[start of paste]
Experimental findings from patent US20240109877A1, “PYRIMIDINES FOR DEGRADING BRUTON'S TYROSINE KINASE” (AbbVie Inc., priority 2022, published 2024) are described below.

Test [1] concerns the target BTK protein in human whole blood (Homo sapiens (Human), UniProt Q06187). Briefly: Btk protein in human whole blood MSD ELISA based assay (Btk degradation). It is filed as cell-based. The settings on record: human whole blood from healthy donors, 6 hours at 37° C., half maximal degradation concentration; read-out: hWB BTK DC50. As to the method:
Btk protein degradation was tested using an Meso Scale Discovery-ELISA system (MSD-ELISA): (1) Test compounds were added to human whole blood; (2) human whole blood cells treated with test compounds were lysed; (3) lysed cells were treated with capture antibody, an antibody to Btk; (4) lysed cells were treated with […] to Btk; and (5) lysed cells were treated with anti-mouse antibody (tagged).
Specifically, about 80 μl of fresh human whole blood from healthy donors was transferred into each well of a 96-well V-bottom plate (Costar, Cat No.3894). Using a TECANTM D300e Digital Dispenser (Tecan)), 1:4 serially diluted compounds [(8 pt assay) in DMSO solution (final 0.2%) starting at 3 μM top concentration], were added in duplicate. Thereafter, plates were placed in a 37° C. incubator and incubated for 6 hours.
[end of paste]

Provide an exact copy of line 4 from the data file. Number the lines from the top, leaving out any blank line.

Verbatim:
Specifically, about 80 μl of fresh human whole blood from healthy donors was transferred into each well of a 96-well V-bottom plate (Costar, Cat No.3894). Using a TECANTM D300e Digital Dispenser (Tecan)), 1:4 serially diluted compounds [(8 pt assay) in DMSO solution (final 0.2%) starting at 3 μM top concentration], were added in duplicate. Thereafter, plates were placed in a 37° C. incubator and incubated for 6 hours.